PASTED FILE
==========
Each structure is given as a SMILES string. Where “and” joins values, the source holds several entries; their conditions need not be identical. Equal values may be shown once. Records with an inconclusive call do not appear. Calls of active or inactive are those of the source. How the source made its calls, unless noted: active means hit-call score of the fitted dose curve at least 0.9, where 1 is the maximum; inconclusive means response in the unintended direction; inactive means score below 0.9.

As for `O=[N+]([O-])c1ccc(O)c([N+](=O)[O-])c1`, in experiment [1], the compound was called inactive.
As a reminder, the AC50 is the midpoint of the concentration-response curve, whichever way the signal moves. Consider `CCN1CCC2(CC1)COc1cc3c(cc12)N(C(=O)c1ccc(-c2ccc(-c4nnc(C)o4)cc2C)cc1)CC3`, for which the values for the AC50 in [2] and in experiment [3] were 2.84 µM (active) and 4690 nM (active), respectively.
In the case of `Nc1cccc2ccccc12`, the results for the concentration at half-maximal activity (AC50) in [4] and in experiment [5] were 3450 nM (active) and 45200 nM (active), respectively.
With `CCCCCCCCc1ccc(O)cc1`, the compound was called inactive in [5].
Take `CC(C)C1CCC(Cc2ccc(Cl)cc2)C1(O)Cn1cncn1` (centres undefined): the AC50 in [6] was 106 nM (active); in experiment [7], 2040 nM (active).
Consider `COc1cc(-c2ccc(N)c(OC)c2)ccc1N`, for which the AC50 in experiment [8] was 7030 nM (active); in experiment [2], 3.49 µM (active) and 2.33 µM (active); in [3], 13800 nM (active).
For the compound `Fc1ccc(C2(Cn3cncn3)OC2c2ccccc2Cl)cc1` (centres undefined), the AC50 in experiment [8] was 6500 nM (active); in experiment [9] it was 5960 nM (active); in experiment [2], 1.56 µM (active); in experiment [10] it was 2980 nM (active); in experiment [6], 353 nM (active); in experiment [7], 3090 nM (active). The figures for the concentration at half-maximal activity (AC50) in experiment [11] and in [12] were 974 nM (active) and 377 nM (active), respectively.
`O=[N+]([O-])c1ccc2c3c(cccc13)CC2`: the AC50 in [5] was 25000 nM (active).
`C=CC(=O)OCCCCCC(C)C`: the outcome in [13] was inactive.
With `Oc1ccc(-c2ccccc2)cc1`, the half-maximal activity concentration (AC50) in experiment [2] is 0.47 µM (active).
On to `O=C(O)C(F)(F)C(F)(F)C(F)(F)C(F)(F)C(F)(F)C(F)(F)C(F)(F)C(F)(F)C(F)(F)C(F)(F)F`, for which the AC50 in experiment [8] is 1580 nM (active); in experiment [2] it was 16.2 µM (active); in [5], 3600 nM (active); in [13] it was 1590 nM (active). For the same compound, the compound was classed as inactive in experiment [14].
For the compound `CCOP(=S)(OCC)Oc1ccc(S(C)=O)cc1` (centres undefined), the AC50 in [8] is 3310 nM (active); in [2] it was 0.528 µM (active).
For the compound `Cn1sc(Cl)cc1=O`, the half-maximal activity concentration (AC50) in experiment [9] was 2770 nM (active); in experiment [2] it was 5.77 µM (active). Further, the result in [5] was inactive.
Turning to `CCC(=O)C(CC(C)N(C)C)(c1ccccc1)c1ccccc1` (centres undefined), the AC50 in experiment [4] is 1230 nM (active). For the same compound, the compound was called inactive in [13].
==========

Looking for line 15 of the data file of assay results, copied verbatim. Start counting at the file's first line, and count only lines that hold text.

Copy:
Turning to `CCC(=O)C(CC(C)N(C)C)(c1ccccc1)c1ccccc1` (centres undefined), the AC50 in experiment [4] is 1230 nM (active). For the same compound, the compound was called inactive in [13].